There are MRI setups that use the Earth's magnetic field for the background DC field and then need much smaller gradient and excitation coils. The resolution is usually a lot worse at weaker field though, unless some other major trade-off is made.

        That said, this is MEG, not MRI. But MEG can be really sensitive to outside interference. I remember tests being cancelled due to thunderstorms 50 km away, despite the equipment and test subject being in a mu metal + copper Faraday cage vault. Metal jewelry and too

  • by Anonymous Coward

    An MRI is completely and totally unrelated to an MEG. They are related in the same way that washing machines and flagpoles are related.

  • The technology may be neat, but the title is flat-out wrong. As someone who uses MRI images and works around MRI scanners, this article is about a very different technology (MEG) with very different trade-offs and uses.

    MEG, or magnetoencephalography, picks up on very weak magnetic fields produced by the electrical activity of the brain. MEG's primary advantage over EEG, or electroencephalography (where you use electrodes to measure the electrical potential directly) is that the magnetic fields tend to pene

  • fMRI not MRI. fMRI "research" is a total scam.
    • What? I designed the cochlear implant electronics used to do functional MRI on electrodes broadcasting sound signals into only one human ear. They're the only experments properly measuring sound for only *one* ear, since MRI scanners are *really loud* with a *PING* *PING* *PING* as the MRI fires, and that comes in both ears. But if the person is stone deaf except for a cochlear implant, of the old "Ineraid" style with the jack that sticks out of the head that can be safely put in an MRI, you can get really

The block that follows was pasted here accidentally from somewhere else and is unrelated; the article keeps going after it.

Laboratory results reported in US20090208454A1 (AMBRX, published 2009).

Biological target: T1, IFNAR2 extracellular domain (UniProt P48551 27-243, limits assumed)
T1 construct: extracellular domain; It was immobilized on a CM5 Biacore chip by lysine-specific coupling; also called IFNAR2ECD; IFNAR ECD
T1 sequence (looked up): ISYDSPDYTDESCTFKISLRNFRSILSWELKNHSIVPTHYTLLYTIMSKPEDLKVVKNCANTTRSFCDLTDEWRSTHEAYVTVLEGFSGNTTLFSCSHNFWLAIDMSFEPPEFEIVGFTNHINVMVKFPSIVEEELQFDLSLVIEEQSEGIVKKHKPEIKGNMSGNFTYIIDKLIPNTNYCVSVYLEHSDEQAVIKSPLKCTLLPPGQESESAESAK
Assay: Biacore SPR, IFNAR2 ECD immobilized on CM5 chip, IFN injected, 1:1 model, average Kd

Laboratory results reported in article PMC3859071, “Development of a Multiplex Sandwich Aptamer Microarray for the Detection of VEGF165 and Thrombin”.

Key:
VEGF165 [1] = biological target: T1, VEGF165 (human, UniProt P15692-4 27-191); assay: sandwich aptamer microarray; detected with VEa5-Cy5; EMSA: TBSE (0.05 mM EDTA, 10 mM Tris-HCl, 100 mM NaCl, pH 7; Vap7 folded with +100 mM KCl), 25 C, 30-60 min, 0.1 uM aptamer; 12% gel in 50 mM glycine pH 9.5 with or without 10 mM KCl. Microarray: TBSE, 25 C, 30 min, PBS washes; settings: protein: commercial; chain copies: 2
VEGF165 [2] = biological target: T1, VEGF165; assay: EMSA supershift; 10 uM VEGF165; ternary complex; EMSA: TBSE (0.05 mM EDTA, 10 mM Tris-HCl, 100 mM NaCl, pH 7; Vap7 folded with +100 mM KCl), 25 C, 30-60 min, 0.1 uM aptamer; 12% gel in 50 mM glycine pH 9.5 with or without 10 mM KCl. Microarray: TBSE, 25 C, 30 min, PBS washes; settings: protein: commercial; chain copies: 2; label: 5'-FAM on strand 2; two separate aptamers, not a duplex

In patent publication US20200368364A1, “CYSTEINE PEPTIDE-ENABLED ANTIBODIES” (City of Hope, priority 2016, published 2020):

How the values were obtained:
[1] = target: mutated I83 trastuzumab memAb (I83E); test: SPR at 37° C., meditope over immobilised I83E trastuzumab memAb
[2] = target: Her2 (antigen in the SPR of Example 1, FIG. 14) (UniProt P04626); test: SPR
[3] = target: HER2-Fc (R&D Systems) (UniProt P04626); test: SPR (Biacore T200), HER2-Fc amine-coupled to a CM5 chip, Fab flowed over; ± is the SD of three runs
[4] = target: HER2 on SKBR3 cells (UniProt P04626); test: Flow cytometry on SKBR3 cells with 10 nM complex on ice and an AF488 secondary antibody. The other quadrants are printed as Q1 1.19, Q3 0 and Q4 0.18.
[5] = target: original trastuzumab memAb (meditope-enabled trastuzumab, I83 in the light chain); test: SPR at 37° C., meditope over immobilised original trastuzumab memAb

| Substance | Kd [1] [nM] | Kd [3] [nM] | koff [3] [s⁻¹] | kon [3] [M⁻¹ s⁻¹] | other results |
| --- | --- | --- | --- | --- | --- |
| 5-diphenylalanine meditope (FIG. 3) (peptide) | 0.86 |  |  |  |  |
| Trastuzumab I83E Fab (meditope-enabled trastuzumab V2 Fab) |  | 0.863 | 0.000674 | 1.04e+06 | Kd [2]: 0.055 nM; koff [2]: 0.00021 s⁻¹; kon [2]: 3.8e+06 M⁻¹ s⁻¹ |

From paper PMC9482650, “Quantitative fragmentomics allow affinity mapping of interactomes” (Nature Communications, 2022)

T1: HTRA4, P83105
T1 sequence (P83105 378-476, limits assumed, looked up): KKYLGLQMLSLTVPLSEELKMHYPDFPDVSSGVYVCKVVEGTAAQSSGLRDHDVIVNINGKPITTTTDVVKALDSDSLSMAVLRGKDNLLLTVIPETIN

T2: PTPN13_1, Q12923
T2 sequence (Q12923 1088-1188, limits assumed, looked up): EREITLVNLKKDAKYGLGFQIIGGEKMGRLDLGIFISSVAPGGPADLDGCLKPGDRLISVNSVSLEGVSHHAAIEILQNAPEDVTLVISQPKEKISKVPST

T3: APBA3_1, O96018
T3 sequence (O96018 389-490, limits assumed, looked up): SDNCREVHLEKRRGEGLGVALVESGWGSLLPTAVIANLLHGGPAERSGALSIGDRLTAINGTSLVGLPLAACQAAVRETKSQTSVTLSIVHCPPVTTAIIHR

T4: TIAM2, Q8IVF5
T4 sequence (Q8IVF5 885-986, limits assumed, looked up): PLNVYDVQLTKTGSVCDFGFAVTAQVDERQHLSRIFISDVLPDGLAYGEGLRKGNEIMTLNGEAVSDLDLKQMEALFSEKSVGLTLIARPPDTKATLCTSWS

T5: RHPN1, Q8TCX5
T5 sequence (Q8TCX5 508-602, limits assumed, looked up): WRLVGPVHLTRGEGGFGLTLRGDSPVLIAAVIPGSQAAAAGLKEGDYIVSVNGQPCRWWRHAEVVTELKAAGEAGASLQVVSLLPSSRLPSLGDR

• All non-residents will be required to wear these at all times, you know, think of the children, just to be safe...

  • MRI or MEG??? (Score:5, Informative)

    by sackvillian ( 1476885 ) on Saturday March 24, 2018 @08:44AM (#56318423)
    It is not an MRI. It's magnetoencephalography [wikipedia.org], which is very very different than Magnetic Resonance Imaging. It's much more analogous to an EEG (electroencephalography), and a more portable version is is impressive but not nearly as impressive as shrinking the liquid helium-cooled magnets needed for MRI would be.
    • I can't tell if the error belongs to CBS News, to the local CBS affiliate in Vermont, or to the PR flack at the university. The article body itself doesn't mention MRI, except to note that Nottingham University "invented" MRI in the early 1970s. I conclude that whoever added the headline failed.

      However, the University and CBS News also failed (or failed twice if either of them were the origin of the headline), because both of them had a responsibility to effectively communicate, which they did not do.

      NMR

  • ...or it gets the hose again.
  • Personally, based on the summary text, I'd wait for version 2.

Can anyone remember when the times were not hard, and money not scarce?